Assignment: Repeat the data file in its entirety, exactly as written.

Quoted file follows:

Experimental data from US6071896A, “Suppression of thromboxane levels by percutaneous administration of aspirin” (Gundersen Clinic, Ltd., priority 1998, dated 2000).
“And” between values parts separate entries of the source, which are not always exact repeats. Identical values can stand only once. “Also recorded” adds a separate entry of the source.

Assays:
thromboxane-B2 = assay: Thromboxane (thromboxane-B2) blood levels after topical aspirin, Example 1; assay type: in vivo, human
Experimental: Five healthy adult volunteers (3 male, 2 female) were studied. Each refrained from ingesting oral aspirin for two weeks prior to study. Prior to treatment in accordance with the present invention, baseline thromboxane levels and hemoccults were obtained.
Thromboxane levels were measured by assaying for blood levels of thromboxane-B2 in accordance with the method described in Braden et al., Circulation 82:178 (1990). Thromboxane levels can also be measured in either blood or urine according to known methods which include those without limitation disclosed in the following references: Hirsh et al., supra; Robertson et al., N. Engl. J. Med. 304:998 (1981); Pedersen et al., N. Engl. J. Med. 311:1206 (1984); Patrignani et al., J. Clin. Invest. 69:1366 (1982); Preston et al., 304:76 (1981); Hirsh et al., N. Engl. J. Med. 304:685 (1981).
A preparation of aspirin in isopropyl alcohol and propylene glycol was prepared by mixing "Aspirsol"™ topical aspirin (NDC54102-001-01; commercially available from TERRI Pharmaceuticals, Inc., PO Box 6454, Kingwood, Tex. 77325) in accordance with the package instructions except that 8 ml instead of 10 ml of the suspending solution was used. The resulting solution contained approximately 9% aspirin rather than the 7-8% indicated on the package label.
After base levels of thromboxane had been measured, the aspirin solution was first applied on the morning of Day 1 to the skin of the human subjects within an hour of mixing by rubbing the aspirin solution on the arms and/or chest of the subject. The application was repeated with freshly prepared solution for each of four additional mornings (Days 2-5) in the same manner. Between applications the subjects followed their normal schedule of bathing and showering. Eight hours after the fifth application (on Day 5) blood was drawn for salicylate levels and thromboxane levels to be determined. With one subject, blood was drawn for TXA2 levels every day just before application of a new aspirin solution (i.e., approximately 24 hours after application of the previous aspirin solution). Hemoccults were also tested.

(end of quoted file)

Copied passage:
Experimental data from US6071896A, “Suppression of thromboxane levels by percutaneous administration of aspirin” (Gundersen Clinic, Ltd., priority 1998, dated 2000).
“And” between values parts separate entries of the source, which are not always exact repeats. Identical values can stand only once. “Also recorded” adds a separate entry of the source.

Assays:
thromboxane-B2 = assay: Thromboxane (thromboxane-B2) blood levels after topical aspirin, Example 1; assay type: in vivo, human
Experimental: Five healthy adult volunteers (3 male, 2 female) were studied. Each refrained from ingesting oral aspirin for two weeks prior to study. Prior to treatment in accordance with the present invention, baseline thromboxane levels and hemoccults were obtained.
Thromboxane levels were measured by assaying for blood levels of thromboxane-B2 in accordance with the method described in Braden et al., Circulation 82:178 (1990). Thromboxane levels can also be measured in either blood or urine according to known methods which include those without limitation disclosed in the following references: Hirsh et al., supra; Robertson et al., N. Engl. J. Med. 304:998 (1981); Pedersen et al., N. Engl. J. Med. 311:1206 (1984); Patrignani et al., J. Clin. Invest. 69:1366 (1982); Preston et al., 304:76 (1981); Hirsh et al., N. Engl. J. Med. 304:685 (1981).
A preparation of aspirin in isopropyl alcohol and propylene glycol was prepared by mixing "Aspirsol"™ topical aspirin (NDC54102-001-01; commercially available from TERRI Pharmaceuticals, Inc., PO Box 6454, Kingwood, Tex. 77325) in accordance with the package instructions except that 8 ml instead of 10 ml of the suspending solution was used. The resulting solution contained approximately 9% aspirin rather than the 7-8% indicated on the package label.
After base levels of thromboxane had been measured, the aspirin solution was first applied on the morning of Day 1 to the skin of the human subjects within an hour of mixing by rubbing the aspirin solution on the arms and/or chest of the subject. The application was repeated with freshly prepared solution for each of four additional mornings (Days 2-5) in the same manner. Between applications the subjects followed their normal schedule of bathing and showering. Eight hours after the fifth application (on Day 5) blood was drawn for salicylate levels and thromboxane levels to be determined. With one subject, blood was drawn for TXA2 levels every day just before application of a new aspirin solution (i.e., approximately 24 hours after application of the previous aspirin solution). Hemoccults were also tested.